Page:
I think that the black humor that you see in my stories is in some ways the only kind of humor that fits the situations the characters find themselves in. Guys who are always fighting for their lives, as my characters usually are, tend to cast a bit of a jaundiced eye on life and death. So certainly I've been influenced by lots of British writers, but I don't think of myself as having a British sense of humor. I think perhaps the ultimate example of this kind of black humor is an American who wrote after, and fought in, the American Civil War, Ambrose Bierce. If you've never seen it, you should definitely look up The Devil's Dictionary, which has things like: "Love: A temporary insanity curable by marriage." But thank you! I'm glad you enjoy it. I think a bit of humor in a big story can make the highs higher and the lows lower, if only by contrast.

Is there any news of the Night Angel or Lightbringer books making it to the silver screen?

The movie rights have reverted to me from Cam Gigandet, who had them for 18 months, and I am working with some really amazing people right now to try to put together a package. But I don't want to name-drop yet and get fans too excited when honestly, the odds of this sort of thing are usually pretty low. And with a bit more maturity and time in the industry, I've seen how little power writers have once they say "yes." So I plan to be tremendously careful before I say yes again.

You come from an academic background, do you think that this is a necessity to produce great stories?

Not at all. In fact, I nearly dropped out of school at least twice. Once in high school, which would have been really bad. And once in college, which would have been only bad. I think every great writer is an autodidact. That is, if you want to write, you just have to have a really curious mind. You  have to like learning for its own sake, and if you're one of those kind of people, it's quite possible to learn all you need to know by visiting the library and by talking with smart friends. The advantage a degree has is that you can take on massive piles of debt to subsidise yourself so that you have the time to be forced to read books that you should read, but probably don't have the discipline to. Also, the number of people interested in ideas per capita is probably higher in college than at your local bar. (Depending, of course, on the college in question... and the bar.) The truth is, with this part of writing, as with so many other things, an individual has to figure out what works for her. Your personality shapes what you need to be able to create. As do your life circumstances.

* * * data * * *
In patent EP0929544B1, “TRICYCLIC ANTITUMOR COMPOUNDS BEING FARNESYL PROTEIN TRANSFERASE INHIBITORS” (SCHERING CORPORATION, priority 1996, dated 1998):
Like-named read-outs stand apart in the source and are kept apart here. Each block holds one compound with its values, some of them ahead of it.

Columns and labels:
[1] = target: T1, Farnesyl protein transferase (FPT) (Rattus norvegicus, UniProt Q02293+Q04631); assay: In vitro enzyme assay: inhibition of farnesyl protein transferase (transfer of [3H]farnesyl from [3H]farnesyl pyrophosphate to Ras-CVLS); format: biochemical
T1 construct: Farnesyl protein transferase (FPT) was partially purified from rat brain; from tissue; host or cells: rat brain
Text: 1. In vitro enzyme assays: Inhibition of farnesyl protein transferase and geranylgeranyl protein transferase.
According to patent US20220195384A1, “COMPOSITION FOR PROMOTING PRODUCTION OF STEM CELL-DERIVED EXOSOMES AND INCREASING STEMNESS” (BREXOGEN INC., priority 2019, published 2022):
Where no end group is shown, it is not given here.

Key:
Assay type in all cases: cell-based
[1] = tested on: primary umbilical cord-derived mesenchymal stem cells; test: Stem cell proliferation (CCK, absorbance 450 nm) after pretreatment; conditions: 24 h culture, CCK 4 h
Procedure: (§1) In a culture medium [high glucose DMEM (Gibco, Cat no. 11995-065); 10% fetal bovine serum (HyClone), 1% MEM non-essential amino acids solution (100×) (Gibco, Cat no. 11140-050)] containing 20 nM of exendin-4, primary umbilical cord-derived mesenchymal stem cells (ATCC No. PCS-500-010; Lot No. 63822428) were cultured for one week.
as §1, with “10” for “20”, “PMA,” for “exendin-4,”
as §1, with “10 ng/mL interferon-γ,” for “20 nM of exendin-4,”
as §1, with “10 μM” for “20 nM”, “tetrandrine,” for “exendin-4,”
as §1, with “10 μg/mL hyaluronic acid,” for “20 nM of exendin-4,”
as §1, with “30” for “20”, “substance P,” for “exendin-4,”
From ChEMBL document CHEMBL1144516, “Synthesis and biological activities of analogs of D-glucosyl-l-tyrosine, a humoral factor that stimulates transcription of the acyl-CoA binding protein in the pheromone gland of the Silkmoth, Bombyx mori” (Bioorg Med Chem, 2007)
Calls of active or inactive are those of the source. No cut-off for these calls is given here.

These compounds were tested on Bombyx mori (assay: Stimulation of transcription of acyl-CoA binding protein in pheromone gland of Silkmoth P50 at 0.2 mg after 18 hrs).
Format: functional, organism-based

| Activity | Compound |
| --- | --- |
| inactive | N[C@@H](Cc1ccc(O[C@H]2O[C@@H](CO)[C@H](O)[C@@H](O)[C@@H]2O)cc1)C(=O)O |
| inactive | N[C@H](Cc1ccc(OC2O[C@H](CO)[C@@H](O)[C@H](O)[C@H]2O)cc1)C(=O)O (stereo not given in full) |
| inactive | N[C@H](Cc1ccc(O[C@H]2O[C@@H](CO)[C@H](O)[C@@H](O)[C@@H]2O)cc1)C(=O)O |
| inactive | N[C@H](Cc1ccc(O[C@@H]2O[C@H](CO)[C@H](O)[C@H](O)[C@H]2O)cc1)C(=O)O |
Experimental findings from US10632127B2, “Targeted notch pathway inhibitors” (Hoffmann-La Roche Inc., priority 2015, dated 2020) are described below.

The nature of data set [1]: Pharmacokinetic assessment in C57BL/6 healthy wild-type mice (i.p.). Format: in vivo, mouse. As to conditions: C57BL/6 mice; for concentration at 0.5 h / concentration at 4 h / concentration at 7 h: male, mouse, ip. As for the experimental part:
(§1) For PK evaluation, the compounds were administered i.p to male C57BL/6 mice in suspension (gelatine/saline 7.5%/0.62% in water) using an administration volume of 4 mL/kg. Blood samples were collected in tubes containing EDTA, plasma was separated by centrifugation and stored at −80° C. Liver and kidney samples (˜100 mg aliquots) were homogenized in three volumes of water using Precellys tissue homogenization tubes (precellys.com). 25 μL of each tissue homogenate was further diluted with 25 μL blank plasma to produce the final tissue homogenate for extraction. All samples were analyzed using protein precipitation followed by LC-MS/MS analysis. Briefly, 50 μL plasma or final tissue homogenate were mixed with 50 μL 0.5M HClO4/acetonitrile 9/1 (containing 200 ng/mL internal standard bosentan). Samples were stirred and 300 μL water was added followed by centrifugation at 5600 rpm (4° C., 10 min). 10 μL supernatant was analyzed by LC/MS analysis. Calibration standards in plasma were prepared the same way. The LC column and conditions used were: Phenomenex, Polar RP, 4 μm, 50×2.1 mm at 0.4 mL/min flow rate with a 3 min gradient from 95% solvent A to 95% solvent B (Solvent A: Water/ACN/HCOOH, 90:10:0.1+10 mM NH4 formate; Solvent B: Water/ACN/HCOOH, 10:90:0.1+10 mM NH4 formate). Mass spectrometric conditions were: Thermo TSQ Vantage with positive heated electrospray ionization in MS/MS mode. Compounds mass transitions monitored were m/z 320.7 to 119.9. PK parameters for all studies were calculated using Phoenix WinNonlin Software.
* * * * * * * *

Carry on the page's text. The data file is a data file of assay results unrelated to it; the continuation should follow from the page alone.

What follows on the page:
What advice would you give to budding authors?

Finish. There are some things you can only learn by finishing that story or that book. There are a hundred places to get stuck, either in talking to your friends about the great story you're going to write someday, in researching that great story you're going to write someday, or in writing the first page, or first chapter of that great story. You're going to write a story, and because you've read so many more great stories than you have written, your first work will not be a masterpiece. You can get stuck in a critical mode as soon as you realize that. And you can circle around, polishing that first page or first chapter and never finish the story. Finish it first, then fix it. Then sell it. Talk less, write more.

Thanks you so much for your time. I can't wait to get my hands on the second volume!

Well thank you again for having me, and I think you're really going to love it. I just talked with my editor today, and she was using words with me like "phenomenal" and "fun" when usually she's using words like "fix"! And another word that starts with "f" that I can't share on a family blog. ;)

Thanks again go to Mr. Weeks for sparing the time to speak with me. I can't recommend his books highly enough, they are without a doubt the freshest take on the fantasy genre in recent years. It's always a pleasure to speak with someone who is a success in their field, is incredibly gifted while still being friendly AND unpretentious! Run out to your local bookstore and grab them now, I command it... please.


  1. I can't wait until Brent goes back to the story of the ka'kari and Kylar/Azoth. Those were the characters that got me enthralled from the beginning and are still my first love even though Gavin and co are fantastic

  2. Iceblaize 17 - I couldn't agree more - i'm just finishing up the final book of the night angel triology now . . . i'm blown away - these stories are unbelievably exciting/enthrallng/sad/happy/honourable!!! Words don't do justice to the world of Kylar & Co. I'm a convert and will stay!!! Looking foward to the new series also!! Great work Brent!!

  3. It took me a solid 100 pages to start getting into Prism, but now that I'm in it's pretty great. I think I just had to learn to let Kylar go. I was just so in love with the universe and the character that I kept looking for it in Prism, and they are very different books. Which ultimately, I think is a credit to Mr. Weeks' writing ability.

  4. In regards to a movie, Peter Jackson or Christopher Nolan would be the only directors I'd trust with a story so sweeping, so grand, and at the same time so intimate and personal. The visuals in my head were astounding, anything less than magnificent on the big screen would be a travesty. And honestly a trilogy like the Night Angel and follow-on movies whenever Weeks decides to write the books about the return of Jorsin would make their already huge careers legendary.

    And I really want to pick up the Black Prism books, but at the speed I devour good books I think I'd go crazy waiting for the next one. I'll wait until it's complete and buy the set in hardcover.